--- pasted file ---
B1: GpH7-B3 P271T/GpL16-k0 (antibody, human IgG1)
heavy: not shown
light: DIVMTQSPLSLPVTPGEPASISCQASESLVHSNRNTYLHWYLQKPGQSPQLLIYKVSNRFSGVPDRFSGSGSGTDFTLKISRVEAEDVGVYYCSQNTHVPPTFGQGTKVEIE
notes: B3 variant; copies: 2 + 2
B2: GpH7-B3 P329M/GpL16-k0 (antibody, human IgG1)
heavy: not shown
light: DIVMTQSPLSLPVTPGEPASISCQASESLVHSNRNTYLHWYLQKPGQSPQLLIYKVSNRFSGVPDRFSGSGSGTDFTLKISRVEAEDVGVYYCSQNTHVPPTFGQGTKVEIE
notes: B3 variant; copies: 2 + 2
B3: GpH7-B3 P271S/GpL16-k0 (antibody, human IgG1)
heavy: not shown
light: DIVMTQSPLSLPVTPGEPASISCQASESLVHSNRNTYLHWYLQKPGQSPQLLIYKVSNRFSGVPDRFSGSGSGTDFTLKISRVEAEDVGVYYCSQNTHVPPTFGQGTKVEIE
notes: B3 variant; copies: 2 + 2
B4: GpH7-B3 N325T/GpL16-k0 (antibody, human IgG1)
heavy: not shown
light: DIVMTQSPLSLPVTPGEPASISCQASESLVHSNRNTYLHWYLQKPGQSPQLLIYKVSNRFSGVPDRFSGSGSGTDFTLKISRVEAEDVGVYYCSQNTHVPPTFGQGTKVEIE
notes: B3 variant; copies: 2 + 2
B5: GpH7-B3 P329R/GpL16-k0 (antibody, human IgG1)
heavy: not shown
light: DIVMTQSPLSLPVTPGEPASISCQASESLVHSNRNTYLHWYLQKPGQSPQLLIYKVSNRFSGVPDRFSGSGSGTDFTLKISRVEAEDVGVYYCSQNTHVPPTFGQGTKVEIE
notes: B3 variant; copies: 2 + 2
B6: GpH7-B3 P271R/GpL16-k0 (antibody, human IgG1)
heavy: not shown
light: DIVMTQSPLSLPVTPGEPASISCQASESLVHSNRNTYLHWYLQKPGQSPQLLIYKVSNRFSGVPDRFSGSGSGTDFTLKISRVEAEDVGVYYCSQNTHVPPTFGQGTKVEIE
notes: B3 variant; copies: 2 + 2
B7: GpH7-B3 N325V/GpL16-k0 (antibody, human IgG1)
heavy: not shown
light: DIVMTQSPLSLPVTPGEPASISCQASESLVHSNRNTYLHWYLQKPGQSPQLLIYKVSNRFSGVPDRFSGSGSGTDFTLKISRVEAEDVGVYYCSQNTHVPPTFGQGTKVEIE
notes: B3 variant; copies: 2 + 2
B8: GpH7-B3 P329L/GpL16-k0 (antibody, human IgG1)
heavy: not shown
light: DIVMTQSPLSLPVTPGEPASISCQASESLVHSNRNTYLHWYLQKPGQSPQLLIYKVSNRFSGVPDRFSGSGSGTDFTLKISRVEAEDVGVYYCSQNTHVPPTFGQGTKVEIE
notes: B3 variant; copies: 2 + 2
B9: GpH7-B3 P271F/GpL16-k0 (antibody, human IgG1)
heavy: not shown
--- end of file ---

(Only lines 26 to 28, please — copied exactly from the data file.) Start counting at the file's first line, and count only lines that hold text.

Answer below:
heavy: not shown
light: DIVMTQSPLSLPVTPGEPASISCQASESLVHSNRNTYLHWYLQKPGQSPQLLIYKVSNRFSGVPDRFSGSGSGTDFTLKISRVEAEDVGVYYCSQNTHVPPTFGQGTKVEIE
notes: B3 variant; copies: 2 + 2